When working with couples in therapy, I work to facilitate better communication and a deeper connection between partners. “Mirroring” is one technique I teach to couples in this process, in order to reduce reactivity and increase empathy. How mirroring works is that a partner will share an aspect of the relationship which they see as problematic. After carefully listening, the other partner will repeat exactly (or mirror) what was just said, until the speaker feels fully heard and understood. Turns are taken and specific issues are chosen to be examined in more depth. This exercise enables both parties to ultimately feel cared for and understood by their significant other.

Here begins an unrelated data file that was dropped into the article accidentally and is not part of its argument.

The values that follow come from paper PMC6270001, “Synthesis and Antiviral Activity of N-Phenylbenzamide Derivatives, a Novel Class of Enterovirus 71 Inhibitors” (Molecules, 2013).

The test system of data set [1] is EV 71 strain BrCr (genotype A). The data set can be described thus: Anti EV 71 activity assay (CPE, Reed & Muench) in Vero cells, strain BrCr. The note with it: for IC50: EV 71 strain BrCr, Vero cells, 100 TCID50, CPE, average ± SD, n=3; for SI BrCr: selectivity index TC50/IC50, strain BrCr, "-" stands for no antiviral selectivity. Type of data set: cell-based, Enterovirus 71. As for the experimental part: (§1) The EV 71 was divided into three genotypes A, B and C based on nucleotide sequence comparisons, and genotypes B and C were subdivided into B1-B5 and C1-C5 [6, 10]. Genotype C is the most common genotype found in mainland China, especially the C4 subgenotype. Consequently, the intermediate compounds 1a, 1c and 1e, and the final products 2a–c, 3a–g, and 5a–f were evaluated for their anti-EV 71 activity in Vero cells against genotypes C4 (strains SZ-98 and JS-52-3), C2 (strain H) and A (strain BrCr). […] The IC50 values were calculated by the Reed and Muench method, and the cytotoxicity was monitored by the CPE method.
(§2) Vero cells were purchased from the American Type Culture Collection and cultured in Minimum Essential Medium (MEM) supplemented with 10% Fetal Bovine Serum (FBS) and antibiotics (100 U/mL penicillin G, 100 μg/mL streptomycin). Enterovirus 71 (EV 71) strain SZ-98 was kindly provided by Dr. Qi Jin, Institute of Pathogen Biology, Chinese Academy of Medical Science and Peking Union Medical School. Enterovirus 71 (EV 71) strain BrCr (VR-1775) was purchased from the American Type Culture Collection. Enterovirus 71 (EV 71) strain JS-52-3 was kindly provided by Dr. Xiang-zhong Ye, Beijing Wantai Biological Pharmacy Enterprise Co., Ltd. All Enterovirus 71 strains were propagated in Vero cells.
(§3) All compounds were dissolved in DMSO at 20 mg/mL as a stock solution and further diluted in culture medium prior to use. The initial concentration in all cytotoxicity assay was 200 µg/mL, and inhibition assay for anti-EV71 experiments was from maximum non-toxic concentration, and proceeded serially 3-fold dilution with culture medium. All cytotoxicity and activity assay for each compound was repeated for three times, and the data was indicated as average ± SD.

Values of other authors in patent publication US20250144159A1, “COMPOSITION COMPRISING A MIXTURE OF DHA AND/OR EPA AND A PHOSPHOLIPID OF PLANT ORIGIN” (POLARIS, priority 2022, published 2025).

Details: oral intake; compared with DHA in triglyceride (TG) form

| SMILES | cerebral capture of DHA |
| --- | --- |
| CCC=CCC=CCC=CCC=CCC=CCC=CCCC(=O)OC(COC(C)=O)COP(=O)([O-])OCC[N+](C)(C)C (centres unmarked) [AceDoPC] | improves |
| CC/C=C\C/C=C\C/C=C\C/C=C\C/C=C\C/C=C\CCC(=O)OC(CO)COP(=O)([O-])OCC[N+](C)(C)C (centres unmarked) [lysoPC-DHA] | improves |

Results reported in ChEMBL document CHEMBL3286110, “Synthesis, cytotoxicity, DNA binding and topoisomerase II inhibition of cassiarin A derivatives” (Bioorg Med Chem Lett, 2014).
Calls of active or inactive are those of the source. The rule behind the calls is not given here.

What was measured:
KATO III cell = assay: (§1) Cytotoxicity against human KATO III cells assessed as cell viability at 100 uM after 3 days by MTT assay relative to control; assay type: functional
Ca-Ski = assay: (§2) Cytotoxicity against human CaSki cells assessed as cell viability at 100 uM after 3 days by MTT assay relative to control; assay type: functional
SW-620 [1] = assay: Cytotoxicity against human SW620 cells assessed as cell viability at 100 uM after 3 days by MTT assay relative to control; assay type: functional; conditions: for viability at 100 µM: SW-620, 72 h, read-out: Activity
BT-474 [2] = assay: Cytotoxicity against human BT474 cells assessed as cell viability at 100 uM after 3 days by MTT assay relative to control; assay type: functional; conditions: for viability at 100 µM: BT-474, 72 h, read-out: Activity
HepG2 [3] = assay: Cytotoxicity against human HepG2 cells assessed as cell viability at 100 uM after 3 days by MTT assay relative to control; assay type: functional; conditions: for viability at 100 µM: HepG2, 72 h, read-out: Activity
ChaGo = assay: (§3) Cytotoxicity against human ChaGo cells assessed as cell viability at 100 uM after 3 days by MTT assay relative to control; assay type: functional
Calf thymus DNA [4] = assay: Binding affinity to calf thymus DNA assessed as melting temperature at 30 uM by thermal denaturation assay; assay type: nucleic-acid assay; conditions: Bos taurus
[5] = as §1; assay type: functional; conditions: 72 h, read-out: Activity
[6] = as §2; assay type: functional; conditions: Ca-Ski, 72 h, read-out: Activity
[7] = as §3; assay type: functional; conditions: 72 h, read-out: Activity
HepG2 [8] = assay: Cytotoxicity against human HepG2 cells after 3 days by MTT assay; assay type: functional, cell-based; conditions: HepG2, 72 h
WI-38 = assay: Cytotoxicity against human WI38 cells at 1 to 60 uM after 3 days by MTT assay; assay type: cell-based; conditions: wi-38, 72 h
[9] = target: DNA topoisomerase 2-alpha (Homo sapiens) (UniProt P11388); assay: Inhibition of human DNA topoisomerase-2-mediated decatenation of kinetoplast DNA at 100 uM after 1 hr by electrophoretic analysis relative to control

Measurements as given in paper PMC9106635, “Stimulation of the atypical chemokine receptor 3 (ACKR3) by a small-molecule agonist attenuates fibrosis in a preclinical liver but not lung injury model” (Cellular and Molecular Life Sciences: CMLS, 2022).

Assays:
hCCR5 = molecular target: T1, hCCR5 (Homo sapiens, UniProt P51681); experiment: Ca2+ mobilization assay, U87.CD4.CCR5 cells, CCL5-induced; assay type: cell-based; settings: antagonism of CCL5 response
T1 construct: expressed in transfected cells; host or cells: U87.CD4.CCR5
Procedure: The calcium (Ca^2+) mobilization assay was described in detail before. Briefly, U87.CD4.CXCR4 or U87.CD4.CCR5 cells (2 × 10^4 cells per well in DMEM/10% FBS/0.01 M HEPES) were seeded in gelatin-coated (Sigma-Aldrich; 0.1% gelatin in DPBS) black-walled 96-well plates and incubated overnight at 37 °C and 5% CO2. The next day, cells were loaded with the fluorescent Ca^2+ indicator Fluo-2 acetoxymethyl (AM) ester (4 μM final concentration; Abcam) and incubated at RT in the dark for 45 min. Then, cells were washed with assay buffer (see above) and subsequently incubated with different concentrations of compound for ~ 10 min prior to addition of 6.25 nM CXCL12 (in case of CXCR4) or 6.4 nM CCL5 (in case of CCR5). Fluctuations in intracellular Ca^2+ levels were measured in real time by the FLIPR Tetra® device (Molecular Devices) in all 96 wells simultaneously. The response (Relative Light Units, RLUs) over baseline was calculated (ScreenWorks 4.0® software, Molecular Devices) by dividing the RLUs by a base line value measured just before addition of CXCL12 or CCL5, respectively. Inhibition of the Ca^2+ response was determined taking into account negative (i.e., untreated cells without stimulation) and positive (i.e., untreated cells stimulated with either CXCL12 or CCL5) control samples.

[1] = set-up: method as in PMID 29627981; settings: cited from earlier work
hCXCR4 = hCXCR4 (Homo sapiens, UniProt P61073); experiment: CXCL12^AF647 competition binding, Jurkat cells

The key to a healthy relationship is not necessarily to agree on everything. Instead, it is to find a space in which individuals in a relationship can express their thoughts and feelings about difficult matters, reassured that their partners hear and understand them. This new space is not about right and wrong, but where two different perspectives live side by side and add to each other’s lives. Who doesn’t want to hear their partner tell them “Hey, you’re not crazy. I get it.” By practicing mirroring, both during and outside of therapy, couples can learn to communicate better and have longer, more fulfilling relationships.